You might be wondering which actuarial route you should pursue — CAS or SOA? Keep reading to learn more about each route!
SOA and CAS are two different actuarial organizations that regulate actuaries. The Casualty and Property actuaries obtain their credentials through CAS, while other actuaries will follow the SOA track. The main differences are in the exams and the work sector. Both institutions fall under the CIA, the Canadian Institute of Actuaries, the national organization of the actuarial profession in Canada.
Casualty and Property actuaries work with all non-life insurance products, such as property insurance, car insurance and liability insurance. SOA covers life insurance, health and retirement benefits, and they recently expanded in other areas such as risk management.
Upon successfully completing the first 3 preliminary exams (Exam P, FM and IFM) which are common to both SOA and CAS, you will need to choose between the two organizations.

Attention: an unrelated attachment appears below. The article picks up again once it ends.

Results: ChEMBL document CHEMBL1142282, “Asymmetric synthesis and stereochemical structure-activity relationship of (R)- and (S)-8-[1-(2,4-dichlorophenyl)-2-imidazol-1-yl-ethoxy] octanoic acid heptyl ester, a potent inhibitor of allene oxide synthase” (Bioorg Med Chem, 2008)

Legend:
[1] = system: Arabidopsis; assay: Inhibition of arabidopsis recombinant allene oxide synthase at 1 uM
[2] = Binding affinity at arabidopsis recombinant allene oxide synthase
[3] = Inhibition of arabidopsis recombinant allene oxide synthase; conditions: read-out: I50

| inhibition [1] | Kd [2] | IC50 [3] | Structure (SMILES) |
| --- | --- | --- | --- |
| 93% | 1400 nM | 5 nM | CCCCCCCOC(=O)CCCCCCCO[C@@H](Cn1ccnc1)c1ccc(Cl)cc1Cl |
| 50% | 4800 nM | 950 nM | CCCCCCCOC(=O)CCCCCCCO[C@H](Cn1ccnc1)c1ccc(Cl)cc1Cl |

To obtain your designation as an Associate of the Society of Actuaries (ASA), you will need to complete:
An e-learning course
Proctored project assessment
Validation by Educational Experience (VEE)
4 Exams (STAM, LTAM, SRM and PA) in addition to the first 3 preliminary exams (Exam P, FM and IFM)
Once you obtain your ASA designation, you can specialize and become a Fellow of the Society of Actuaries.
SOA offers 6 different specializations:
Corporate Finance and ERM Track
Quantitative Finance and Investment Track
Individual Life and Annuities Track
Retirement Benefits Track
Group and Health Track
General Insurance Track
While there are many paths offered within the SOA, this is not the case for CAS, as it is only responsible for P&C actuaries, and therefore only offers one exam track. The examination requirements are very similar: online courses, VEE and four exams (MAS-I, MAS-II, 5 and 6). After obtention of the Associateship in the Casualty Actuarial Society, it is possible to pursue the FCAS designation to become a Fellow.